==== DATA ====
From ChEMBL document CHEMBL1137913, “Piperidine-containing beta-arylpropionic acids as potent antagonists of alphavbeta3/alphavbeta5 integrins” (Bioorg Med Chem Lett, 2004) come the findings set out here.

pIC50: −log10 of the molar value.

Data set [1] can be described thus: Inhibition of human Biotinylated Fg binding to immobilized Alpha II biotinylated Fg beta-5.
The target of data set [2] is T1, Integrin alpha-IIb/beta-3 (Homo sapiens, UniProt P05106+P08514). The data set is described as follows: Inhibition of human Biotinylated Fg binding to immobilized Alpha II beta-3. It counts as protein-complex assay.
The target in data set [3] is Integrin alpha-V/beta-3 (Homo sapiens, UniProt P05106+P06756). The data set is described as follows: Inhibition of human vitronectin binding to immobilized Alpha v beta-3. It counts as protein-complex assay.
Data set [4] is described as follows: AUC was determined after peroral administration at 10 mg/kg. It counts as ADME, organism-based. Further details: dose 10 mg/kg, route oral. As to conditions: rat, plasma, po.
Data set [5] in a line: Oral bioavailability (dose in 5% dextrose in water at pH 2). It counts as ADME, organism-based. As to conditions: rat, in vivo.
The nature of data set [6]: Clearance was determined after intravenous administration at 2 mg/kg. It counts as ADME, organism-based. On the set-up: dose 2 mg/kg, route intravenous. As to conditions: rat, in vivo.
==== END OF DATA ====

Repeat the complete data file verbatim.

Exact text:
From ChEMBL document CHEMBL1137913, “Piperidine-containing beta-arylpropionic acids as potent antagonists of alphavbeta3/alphavbeta5 integrins” (Bioorg Med Chem Lett, 2004) come the findings set out here.

pIC50: −log10 of the molar value.

Data set [1] can be described thus: Inhibition of human Biotinylated Fg binding to immobilized Alpha II biotinylated Fg beta-5.
The target of data set [2] is T1, Integrin alpha-IIb/beta-3 (Homo sapiens, UniProt P05106+P08514). The data set is described as follows: Inhibition of human Biotinylated Fg binding to immobilized Alpha II beta-3. It counts as protein-complex assay.
The target in data set [3] is Integrin alpha-V/beta-3 (Homo sapiens, UniProt P05106+P06756). The data set is described as follows: Inhibition of human vitronectin binding to immobilized Alpha v beta-3. It counts as protein-complex assay.
Data set [4] is described as follows: AUC was determined after peroral administration at 10 mg/kg. It counts as ADME, organism-based. Further details: dose 10 mg/kg, route oral. As to conditions: rat, plasma, po.
Data set [5] in a line: Oral bioavailability (dose in 5% dextrose in water at pH 2). It counts as ADME, organism-based. As to conditions: rat, in vivo.
The nature of data set [6]: Clearance was determined after intravenous administration at 2 mg/kg. It counts as ADME, organism-based. On the set-up: dose 2 mg/kg, route intravenous. As to conditions: rat, in vivo.